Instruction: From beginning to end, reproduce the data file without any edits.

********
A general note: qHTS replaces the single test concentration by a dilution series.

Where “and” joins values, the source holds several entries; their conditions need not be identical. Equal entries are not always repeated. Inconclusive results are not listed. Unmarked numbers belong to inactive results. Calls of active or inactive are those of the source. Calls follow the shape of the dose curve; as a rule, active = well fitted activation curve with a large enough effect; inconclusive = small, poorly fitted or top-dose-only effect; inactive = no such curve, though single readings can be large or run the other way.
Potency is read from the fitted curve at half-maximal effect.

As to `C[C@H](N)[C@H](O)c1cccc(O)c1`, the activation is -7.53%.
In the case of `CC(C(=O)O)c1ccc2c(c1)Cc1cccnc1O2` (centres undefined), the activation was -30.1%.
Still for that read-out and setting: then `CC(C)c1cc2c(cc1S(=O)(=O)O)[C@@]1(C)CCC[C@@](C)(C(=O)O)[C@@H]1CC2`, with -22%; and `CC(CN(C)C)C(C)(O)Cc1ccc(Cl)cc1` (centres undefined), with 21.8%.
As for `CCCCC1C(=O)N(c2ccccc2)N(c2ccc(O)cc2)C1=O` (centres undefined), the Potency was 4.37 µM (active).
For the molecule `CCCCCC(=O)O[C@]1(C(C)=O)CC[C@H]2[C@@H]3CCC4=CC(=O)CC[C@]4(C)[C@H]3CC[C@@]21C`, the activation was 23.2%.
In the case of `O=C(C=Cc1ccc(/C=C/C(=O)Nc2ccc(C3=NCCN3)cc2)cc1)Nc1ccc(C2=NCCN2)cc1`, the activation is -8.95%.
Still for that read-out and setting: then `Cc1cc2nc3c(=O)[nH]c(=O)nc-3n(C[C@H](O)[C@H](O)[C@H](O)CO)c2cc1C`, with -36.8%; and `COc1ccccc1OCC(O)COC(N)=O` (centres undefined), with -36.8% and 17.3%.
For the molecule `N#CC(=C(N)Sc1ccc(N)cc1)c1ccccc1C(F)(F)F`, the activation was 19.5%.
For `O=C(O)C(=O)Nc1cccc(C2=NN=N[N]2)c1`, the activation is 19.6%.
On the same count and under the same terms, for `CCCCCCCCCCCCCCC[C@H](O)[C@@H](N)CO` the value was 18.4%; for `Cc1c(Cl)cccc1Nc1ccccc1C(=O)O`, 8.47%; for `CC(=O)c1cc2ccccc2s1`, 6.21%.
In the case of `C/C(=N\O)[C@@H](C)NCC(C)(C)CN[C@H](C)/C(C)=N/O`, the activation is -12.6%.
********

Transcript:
A general note: qHTS replaces the single test concentration by a dilution series.

Where “and” joins values, the source holds several entries; their conditions need not be identical. Equal entries are not always repeated. Inconclusive results are not listed. Unmarked numbers belong to inactive results. Calls of active or inactive are those of the source. Calls follow the shape of the dose curve; as a rule, active = well fitted activation curve with a large enough effect; inconclusive = small, poorly fitted or top-dose-only effect; inactive = no such curve, though single readings can be large or run the other way.
Potency is read from the fitted curve at half-maximal effect.

As to `C[C@H](N)[C@H](O)c1cccc(O)c1`, the activation is -7.53%.
In the case of `CC(C(=O)O)c1ccc2c(c1)Cc1cccnc1O2` (centres undefined), the activation was -30.1%.
Still for that read-out and setting: then `CC(C)c1cc2c(cc1S(=O)(=O)O)[C@@]1(C)CCC[C@@](C)(C(=O)O)[C@@H]1CC2`, with -22%; and `CC(CN(C)C)C(C)(O)Cc1ccc(Cl)cc1` (centres undefined), with 21.8%.
As for `CCCCC1C(=O)N(c2ccccc2)N(c2ccc(O)cc2)C1=O` (centres undefined), the Potency was 4.37 µM (active).
For the molecule `CCCCCC(=O)O[C@]1(C(C)=O)CC[C@H]2[C@@H]3CCC4=CC(=O)CC[C@]4(C)[C@H]3CC[C@@]21C`, the activation was 23.2%.
In the case of `O=C(C=Cc1ccc(/C=C/C(=O)Nc2ccc(C3=NCCN3)cc2)cc1)Nc1ccc(C2=NCCN2)cc1`, the activation is -8.95%.
Still for that read-out and setting: then `Cc1cc2nc3c(=O)[nH]c(=O)nc-3n(C[C@H](O)[C@H](O)[C@H](O)CO)c2cc1C`, with -36.8%; and `COc1ccccc1OCC(O)COC(N)=O` (centres undefined), with -36.8% and 17.3%.
For the molecule `N#CC(=C(N)Sc1ccc(N)cc1)c1ccccc1C(F)(F)F`, the activation was 19.5%.
For `O=C(O)C(=O)Nc1cccc(C2=NN=N[N]2)c1`, the activation is 19.6%.
On the same count and under the same terms, for `CCCCCCCCCCCCCCC[C@H](O)[C@@H](N)CO` the value was 18.4%; for `Cc1c(Cl)cccc1Nc1ccccc1C(=O)O`, 8.47%; for `CC(=O)c1cc2ccccc2s1`, 6.21%.
In the case of `C/C(=N\O)[C@@H](C)NCC(C)(C)CN[C@H](C)/C(C)=N/O`, the activation is -12.6%.